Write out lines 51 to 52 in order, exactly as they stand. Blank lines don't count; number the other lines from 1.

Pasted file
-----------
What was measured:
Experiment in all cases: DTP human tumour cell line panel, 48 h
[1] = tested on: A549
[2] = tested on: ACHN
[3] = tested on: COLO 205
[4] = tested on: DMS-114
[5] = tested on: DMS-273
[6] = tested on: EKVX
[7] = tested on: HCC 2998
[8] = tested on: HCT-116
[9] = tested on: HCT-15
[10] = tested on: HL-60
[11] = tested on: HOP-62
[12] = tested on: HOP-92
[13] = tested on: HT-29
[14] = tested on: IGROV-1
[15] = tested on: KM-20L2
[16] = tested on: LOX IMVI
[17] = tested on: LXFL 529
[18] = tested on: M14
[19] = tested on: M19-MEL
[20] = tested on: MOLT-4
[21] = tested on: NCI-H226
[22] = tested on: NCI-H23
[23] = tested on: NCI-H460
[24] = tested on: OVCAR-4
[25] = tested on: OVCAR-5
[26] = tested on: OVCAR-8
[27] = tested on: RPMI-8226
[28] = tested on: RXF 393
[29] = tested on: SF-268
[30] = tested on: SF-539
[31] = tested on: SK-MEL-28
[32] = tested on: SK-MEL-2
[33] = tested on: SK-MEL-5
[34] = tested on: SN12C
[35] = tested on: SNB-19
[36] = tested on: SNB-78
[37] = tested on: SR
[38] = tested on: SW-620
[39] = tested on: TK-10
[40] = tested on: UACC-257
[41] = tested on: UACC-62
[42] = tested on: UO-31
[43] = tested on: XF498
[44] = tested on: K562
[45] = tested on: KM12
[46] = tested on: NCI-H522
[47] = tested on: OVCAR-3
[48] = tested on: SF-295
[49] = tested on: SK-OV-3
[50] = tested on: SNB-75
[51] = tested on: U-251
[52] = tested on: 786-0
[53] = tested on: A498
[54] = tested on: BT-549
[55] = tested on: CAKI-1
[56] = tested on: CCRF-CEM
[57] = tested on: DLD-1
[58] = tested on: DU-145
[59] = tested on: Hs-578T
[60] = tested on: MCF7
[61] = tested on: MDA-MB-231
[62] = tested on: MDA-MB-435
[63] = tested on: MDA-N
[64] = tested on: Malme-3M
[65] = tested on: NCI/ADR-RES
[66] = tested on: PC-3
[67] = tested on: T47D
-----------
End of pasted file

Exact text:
[49] = tested on: SK-OV-3
[50] = tested on: SNB-75